Buying your university education is like shopping for a new mobile phone. 

As you enter the store and start to browse, you realise just how much choice there is on offer. You begin to wonder: how on earth you will decide between these similar, yet apparently unique, items?

The chirpy sales assistant promises that whichever one you choose, it will be exciting, innovative, fashionable, and ultimately, something you can not live without. 

That is, until you take your shiny new purchase out of the box when you arrive home, and sadly realise it’s not exactly what you wanted after all. 

You wouldn’t actually miss some of those bells and whistles that were forced down your throat earlier. And the camera features don’t appear to satisfy your penchant for taking photos. 

How disappointing...

But no worries. You can go back to the shop within 28 days and swap it for something better!

Unfortunately, the process isn’t so simple if you’re unhappy with your higher education, where a survey last week reported that three out of ten students do not believe their degree is worth the money. 

While applicants are now confronted with a £9,000 university tuition fee compared to £1,000 six years ago, contact time with lecturers has not increased by the same level, with students only receiving an extra 18 minutes of tuition each week. 

The average student now receives only 14 hours of contact time a week, and has a workload of around 30 hours. 

So for £9,000 a year, a university degree hardly seems a worthy purchase. However, let’s not forget other costs such as equipment, facilities, support services, student union membership and administration fees are also covered by this large sum.

“But is it still worth it?” I hear you cry.

Anyone considering applying to university this year, and worrying about the heavy burden of debt this incurs, may want to think about the subject they are interested in pursuing and possible career paths that follow. 

If you dream of becoming a doctor, lawyer, research scientist, engineer, vet or dentist, then a degree is a necessity. Sorry folks.

However, many jobs in accountancy, IT, media, music, construction, retail and business do not ask for a degree. 

If you’re sure your career path will require a degree, but are still terrified by the price tag, it’s best to look to the future. Although you will be spending a significant amount of money over 3 or 4 years, it’s all relative.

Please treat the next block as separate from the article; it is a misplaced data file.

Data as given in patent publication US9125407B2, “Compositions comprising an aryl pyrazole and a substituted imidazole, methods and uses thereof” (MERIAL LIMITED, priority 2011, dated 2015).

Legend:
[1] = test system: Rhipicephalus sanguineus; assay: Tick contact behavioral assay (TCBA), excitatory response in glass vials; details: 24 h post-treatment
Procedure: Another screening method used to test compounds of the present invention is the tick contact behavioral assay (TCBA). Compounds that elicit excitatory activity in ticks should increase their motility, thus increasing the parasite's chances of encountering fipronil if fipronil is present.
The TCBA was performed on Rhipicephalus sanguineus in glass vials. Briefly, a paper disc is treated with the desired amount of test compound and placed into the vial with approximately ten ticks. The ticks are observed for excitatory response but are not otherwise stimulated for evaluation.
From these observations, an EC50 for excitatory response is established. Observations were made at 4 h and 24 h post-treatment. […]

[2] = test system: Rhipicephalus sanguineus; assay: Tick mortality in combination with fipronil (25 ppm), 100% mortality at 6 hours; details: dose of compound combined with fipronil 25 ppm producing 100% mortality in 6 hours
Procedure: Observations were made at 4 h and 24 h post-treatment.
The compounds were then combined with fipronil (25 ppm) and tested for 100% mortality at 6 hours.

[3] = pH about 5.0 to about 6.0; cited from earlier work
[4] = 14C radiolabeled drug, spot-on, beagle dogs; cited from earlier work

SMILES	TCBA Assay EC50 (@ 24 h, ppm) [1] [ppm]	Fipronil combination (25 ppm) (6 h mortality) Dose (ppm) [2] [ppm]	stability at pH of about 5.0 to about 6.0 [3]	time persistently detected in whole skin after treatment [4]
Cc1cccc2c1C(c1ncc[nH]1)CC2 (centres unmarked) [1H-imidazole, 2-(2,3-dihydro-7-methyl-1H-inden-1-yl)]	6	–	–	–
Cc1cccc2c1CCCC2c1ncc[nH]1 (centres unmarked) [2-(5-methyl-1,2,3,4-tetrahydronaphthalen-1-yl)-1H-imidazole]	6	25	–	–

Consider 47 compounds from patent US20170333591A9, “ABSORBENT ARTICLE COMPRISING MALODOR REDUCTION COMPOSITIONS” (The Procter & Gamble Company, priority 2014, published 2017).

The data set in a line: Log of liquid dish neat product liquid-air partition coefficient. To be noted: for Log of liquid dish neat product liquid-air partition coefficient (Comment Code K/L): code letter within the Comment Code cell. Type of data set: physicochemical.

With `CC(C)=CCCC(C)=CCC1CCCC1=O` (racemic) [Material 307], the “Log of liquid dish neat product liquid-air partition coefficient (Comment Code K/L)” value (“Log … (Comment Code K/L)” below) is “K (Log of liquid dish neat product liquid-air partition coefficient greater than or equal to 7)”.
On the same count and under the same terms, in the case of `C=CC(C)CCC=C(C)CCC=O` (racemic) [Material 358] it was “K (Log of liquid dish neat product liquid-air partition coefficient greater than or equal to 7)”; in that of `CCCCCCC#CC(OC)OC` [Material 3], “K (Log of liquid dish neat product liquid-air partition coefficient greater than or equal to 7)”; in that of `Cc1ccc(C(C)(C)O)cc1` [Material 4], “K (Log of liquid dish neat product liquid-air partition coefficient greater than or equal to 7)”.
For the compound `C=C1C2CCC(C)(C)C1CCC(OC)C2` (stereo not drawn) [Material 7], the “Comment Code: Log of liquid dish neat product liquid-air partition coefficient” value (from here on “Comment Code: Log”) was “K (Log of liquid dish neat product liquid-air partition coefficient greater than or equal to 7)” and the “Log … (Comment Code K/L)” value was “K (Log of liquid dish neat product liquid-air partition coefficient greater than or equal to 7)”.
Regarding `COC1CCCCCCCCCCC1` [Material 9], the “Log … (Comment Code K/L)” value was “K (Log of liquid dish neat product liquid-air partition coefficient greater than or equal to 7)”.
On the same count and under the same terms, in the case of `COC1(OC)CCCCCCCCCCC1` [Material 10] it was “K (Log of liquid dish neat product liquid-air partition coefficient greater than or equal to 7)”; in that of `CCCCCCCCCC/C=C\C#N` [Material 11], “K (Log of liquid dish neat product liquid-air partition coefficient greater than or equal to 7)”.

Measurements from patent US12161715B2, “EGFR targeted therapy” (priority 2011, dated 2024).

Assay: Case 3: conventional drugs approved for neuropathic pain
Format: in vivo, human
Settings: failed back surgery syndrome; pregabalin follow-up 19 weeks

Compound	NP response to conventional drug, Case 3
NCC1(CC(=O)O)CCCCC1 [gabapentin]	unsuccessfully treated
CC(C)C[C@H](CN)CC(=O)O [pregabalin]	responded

Studies have shown that completing a degree in a competitive subject such as dentistry, medicine, law or veterinary science will pretty much guarantee you a job within 6 months of graduating. 

As you train further and gain more experience, your annual salary will gradually increase over a lifetime. Doing some simple math will show you just how much the compensation for your original £50-£60,000 investment clocks in at. 

And don’t forget - you won’t have to start paying back your loans until you have secured a job, and are earning £21,000 or more. Repayments then begin the April after graduation, at a rate of 9%. If you never earn over this, you never have to repay the loans, and after 30 years the debt is wiped. 

Don’t worry if your course fees are £6,000 or £9,000 - repayments will be the same as they depend on your actual earnings. 

If it turns out you need a degree in order to pursue your dreams, it’s also  important to try and choose the right subject first time round. Unlike a mobile phone, it’s not something you can easily exchange once you’ve bought it. 

As well as the wasted time, money and effort of starting at a university only to leave a short while later, think about what will be involved in making the transition to another university and a different course.

You will also have taken up a space that could have gone to another candidate who definitely wanted to do that particular degree. 

For those who are (quite rightly) still put off from the traditional university route, take comfort in the fact that there are many jobs that do not require candidates to hold a degree. 

While some feel a degree will always validate a job candidate over another, there’s no denying the weight of hands-on experience. 

A university education that now carries an approximately £56,000 price tag should also certainly make potential applicants think twice about the usual tired reasons of “I have to go to university because everybody else is” or “because my family are pushing me into it” or “I want to just spend 3 years getting drunk and having a laugh”. 

So don’t become dazzled by all your options, or listen to other people telling you what you want.

After all, the question is not “Is your degree really worth it”, but rather “Do I actually need a degree in the first place?”.